TUMBY BAY - Patrolling in the spiky top end of the old Western District in the late 1960s, particularly in the Star Mountains, made me so fit that I had to be chained up under the office for several days whenever I returned from the bush.
I was so fit I was dangerous.
Being young and fit and full of fizz is now an indistinct and fading memory shrouded in the mists of overindulgence in habits I should have known better than to even contemplate.
Screaming down the Nomad River on an inflatable camp mattress, which is something we did for the thrill of it, comes to mind as a typical crazy activity and so does water skiing behind a helicopter on the Fly River but so do a few more mundane things.
Youthful exuberance aside, why did I think it was clever to smoke? And drink too much.
Not just beer and wine and spirits but Coca Cola in aluminium cans and strawberry thick shakes in pretty litre-sized cardboard tubs.
Little did I know that all one’s physical exertions and bad habits come back to haunt you when you reach a certain age.
Aches and pains, muscles that magically turn into pot bellies and teeth that seem to be more artificial fill than solid calcium are some of the more common effects.
It’s amazing how one can become used to such minor discomforts.
There are, of course, much more disastrous maladies out there stalking people of my age but, touch wood, I seem to have avoided the worst of them.
I was fortunate in marrying a nurse who knew it wasn’t a good idea to smoke well before the idea became commonplace. That helped a lot.
Thank goodness, too, that a growing family made boozing impractical and a growing waistline made getting high on sugar ascetically displeasing.
Not to mention a later diagnosis of diabetes that effectively curtailed them both. That has been a curse and a blessing at the same time.
However, the other day I looked in the mirror and was aghast to see my father staring back at me.
It wasn’t my father as I remember him when he died in his eighties but when he was in his seventies, the same age I am now.
He worked hard and was pretty active but had been a smoker and drinker for most of his life. He was a frugal eater but, unlike me, ate anything and everything that caught his fancy.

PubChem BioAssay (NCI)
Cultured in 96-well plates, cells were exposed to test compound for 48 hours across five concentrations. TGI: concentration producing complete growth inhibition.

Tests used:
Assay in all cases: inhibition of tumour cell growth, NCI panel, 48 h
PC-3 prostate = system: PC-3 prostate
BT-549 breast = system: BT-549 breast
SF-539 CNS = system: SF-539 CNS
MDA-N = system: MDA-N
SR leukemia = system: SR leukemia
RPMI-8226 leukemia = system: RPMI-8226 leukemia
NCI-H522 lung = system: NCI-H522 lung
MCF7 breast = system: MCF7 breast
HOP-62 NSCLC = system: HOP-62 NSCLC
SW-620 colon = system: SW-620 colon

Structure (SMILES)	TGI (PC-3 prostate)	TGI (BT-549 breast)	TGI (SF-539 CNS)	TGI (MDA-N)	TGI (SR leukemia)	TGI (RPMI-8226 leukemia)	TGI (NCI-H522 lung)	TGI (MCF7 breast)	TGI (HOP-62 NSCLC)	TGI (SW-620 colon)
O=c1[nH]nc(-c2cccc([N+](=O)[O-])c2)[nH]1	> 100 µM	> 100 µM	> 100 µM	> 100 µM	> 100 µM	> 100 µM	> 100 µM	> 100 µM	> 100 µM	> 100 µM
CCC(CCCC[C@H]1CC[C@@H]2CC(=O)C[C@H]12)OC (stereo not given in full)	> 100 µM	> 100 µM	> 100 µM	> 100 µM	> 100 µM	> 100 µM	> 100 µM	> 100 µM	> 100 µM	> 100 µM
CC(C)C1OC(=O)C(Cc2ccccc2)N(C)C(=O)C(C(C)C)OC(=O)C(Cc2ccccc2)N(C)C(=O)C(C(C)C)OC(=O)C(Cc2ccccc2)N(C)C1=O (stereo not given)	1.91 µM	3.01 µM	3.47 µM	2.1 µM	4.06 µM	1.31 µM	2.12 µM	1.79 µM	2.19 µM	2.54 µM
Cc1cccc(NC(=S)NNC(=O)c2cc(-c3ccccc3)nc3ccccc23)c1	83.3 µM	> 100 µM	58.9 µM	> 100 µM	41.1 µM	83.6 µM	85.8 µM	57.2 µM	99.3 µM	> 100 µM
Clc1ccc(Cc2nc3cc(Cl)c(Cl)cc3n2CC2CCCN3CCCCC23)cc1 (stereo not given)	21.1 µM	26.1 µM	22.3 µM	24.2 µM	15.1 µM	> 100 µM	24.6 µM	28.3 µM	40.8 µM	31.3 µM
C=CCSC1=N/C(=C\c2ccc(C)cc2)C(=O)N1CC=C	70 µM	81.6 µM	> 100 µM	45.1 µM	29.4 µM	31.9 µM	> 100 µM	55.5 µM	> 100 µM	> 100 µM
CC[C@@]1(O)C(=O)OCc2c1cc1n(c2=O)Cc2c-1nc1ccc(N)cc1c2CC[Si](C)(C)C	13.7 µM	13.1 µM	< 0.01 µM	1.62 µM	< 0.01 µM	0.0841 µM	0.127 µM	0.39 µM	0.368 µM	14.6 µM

And yet we look very similar at the same age. I wonder whether I will still look like him if and when I reach my eighties.
The curious thing is that apart from an annoying forgetfulness regarding certain words and names, inwardly I feel very much as I did when I was chained up under the office.
My ideas and views are different but the processing part of my brain seems to be working in much the same way.
I need glasses to read and when I stand up my bones snap, crackle and pop but once I get going I can still walk up and down dale for a fair distance.
If I didn’t occasionally forget where I am going or why I am going there it wouldn’t be a lot different from when I was young and fit.
Would I recommend getting old?
Well, the wisdom gained from all that experience is occasionally handy but it probably would have been handier when I was chained under the office. I’m not quite sure what it’s worth now.
You can’t really sell that sort of stuff because nobody wants to buy it, especially the young.
Discovering at last what is really worthwhile in life and what is a waste of time is also handy but there’s no market for that either.
Then there’s all the little biases and prejudices I’ve collected.
They’re definitely marketable but I’m not sure I really want to sell them and I could definitely never issue anything like a warranty or guarantee with them.
It’s all very curious. There I was, young and fit and full of fizz with an undeveloped mind and here I am with a well-developed mind and a deficit of fizz.
Now how do you swap all that around?